Thierry Meyssan at Voltaire Network is in his element talking about a Palace Coup in Riyadh. These are my favorite passages so far (I'm still reading):
... On 4 November at about 11 a.m. UTC, the Lebanese Prime Minister, speaking on the TV channel Al-Arabiya, live from the Hotel Ritz in Riyadh, and in the presence of the Saudi Crown Prince « MBS », announced his resignation. Reading carefully from the text which had been written for him, Saad Hariri suddenly forgot that he was President of a government which included ministers from Hezbollah. He expressed himself in these terms:
Saad Hariri added that he was afraid for his life. Shortly afterwards, Al-Arabiya explained that a few days earlier, Hariri had escaped an assassination attempt. However, first the Lebanese police, then Lebanese General Security, expressed their doubts by denying that they had any knowledge of such an attack.
Al-Arabiya assured that Rafik Hariri, Saad’s father, had been assassinated in 2005 by Iran – despite the fact that the same channel had persisted for years in accusing the Lebanese and Syrian Presidents, Emile Lahoud and Bashar al-Assad, of having ordered the murder.
Once he had finished his speech, Saad Hariri telephoned the Lebanese President, Michel Aoun, to inform him officially of his resignation. The conversation was very brief, and he did not answer the question as to why he had resigned.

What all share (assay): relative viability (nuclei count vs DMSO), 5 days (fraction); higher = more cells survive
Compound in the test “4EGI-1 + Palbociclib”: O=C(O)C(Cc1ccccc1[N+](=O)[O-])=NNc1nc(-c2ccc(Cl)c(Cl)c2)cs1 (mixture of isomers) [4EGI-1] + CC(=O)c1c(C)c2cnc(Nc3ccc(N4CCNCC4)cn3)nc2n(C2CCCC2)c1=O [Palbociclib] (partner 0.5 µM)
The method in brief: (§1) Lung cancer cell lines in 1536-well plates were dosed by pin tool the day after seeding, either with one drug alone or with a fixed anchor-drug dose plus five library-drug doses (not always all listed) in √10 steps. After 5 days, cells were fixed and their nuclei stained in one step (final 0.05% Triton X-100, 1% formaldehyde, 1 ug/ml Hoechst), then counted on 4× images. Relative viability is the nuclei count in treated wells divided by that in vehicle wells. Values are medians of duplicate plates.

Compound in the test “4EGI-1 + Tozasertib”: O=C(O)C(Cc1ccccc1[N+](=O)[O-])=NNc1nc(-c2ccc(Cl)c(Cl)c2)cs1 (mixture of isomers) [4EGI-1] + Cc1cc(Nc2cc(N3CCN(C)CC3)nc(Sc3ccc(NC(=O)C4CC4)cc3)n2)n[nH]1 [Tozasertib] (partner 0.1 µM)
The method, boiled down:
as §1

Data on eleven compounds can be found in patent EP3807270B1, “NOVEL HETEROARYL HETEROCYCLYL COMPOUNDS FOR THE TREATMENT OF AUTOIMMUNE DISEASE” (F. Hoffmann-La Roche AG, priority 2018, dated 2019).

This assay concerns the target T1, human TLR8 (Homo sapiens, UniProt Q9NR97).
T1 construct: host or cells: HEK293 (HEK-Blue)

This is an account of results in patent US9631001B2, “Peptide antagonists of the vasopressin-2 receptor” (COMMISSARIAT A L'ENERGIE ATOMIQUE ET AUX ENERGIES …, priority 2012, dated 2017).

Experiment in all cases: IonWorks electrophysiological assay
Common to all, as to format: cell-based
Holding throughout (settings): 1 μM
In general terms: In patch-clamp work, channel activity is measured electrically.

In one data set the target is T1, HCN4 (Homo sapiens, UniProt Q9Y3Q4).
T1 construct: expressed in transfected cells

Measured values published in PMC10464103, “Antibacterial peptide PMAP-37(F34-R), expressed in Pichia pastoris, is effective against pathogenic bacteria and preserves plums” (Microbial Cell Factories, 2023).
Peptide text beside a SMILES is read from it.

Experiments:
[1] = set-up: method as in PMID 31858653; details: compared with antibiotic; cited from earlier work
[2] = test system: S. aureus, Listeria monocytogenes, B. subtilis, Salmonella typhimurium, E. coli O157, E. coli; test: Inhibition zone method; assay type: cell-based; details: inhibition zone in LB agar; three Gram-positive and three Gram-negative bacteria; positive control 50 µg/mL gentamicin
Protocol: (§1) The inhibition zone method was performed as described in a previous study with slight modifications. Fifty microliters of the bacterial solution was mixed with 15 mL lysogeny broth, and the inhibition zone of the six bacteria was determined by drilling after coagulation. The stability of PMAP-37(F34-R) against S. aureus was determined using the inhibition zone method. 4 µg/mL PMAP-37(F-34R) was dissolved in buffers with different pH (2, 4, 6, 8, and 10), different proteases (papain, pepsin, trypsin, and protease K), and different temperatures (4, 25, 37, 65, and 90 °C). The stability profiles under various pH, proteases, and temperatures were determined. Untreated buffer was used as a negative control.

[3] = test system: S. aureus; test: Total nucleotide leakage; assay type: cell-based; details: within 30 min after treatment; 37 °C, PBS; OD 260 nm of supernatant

The Saudi Minister for Affairs of the Gulf, assured that, contrary to what one might think at first, Saudi Arabia had not imprisoned Saad Hariri, and that he could return to Lebanon whenever he liked. Since the rumours of his arrest persisted, the Prime Minister’s Twitter account shared a photo of him in a polo shirt with the Saudi ambassador for Lebanon.
Even before Saad Hariri had finished his speech, his rival, the ex-Central Director of the police (FSI) then Lebanese Minister for Justice, Achraf Rifi, headed to Beirut from his Italian exile.
As it happens, since Mister Hariri is one of the most profoundly indebted people on the planet -- he owes a personal debt to the Saudi government of about four billion dollars – he is probably not in a position to take decisions which go against the interests of his creditor. ...
Mention of MbS always reminds me of the Bluegrass song, Never Give the Devil a Ride: He'll be in that driver's seat as soon as he's inside.
Have no idea why.
Have no idea why.